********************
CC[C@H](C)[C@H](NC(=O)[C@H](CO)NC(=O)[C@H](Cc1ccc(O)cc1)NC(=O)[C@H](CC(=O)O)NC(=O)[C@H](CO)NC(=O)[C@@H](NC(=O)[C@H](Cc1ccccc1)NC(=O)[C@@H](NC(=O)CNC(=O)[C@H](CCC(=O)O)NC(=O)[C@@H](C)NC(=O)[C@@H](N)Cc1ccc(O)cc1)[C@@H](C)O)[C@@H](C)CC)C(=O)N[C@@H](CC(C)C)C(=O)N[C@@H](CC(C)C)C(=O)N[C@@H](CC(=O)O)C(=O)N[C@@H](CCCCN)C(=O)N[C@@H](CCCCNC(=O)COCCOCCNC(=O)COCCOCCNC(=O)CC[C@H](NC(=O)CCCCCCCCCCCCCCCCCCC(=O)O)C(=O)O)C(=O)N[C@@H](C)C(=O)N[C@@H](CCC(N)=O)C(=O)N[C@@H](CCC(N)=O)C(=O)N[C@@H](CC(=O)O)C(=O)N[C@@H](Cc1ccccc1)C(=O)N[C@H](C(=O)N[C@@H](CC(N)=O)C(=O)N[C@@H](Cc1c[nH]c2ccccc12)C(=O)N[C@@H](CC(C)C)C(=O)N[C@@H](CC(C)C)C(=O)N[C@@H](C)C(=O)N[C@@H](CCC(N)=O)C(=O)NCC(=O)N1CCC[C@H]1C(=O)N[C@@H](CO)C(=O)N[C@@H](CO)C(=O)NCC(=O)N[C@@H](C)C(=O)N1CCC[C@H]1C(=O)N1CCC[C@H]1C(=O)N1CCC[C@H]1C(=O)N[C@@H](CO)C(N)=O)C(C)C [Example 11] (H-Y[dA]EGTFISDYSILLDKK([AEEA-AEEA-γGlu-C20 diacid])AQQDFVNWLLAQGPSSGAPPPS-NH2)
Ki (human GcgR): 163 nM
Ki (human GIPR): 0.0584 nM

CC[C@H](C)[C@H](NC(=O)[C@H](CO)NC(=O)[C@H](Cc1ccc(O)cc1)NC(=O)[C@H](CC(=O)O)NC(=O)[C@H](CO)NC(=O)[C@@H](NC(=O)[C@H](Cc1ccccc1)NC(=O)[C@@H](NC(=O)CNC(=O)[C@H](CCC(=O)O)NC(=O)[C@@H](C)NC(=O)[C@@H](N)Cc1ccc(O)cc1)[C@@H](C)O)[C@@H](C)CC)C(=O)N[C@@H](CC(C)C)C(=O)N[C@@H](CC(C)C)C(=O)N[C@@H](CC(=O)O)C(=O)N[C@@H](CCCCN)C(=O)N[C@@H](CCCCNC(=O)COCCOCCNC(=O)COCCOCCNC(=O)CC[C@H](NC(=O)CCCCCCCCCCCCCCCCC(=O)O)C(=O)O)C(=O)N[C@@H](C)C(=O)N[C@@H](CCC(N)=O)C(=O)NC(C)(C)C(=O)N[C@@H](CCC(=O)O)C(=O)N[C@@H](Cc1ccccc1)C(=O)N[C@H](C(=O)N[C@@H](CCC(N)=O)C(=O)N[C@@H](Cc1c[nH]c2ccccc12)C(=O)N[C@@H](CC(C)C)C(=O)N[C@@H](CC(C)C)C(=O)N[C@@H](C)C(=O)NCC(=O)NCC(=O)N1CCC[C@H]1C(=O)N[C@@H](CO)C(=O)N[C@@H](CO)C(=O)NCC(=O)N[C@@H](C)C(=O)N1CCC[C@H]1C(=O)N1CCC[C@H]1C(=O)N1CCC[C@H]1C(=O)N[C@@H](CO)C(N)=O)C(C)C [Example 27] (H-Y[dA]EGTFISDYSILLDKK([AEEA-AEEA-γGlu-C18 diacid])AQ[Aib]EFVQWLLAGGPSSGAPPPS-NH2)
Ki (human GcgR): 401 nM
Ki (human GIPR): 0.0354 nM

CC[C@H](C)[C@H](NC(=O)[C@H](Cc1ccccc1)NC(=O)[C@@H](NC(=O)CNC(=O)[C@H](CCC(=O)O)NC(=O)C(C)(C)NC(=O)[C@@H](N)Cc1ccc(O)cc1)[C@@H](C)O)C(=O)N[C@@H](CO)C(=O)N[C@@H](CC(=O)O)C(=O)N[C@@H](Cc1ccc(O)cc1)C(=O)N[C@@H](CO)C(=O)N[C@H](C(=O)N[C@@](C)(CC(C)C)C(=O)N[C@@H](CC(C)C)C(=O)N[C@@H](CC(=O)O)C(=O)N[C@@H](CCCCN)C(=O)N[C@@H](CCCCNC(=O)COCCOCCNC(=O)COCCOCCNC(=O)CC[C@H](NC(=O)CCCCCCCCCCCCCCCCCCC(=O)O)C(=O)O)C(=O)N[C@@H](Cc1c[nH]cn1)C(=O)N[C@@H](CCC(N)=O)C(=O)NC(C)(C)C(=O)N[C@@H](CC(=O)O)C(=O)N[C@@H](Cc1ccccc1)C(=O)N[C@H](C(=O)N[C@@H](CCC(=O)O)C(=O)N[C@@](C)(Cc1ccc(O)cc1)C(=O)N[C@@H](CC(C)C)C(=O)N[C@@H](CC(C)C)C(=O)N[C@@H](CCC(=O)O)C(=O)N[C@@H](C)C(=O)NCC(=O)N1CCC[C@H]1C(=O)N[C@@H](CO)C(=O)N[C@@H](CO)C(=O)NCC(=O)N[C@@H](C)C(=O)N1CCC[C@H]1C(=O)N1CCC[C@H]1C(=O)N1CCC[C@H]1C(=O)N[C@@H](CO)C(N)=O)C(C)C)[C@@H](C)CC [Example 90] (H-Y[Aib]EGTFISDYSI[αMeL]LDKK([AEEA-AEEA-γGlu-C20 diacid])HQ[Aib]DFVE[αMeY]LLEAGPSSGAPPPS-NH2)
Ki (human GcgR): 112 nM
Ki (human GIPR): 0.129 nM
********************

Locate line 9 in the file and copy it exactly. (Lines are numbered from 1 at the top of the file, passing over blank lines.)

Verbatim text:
Ki (human GIPR): 0.129 nM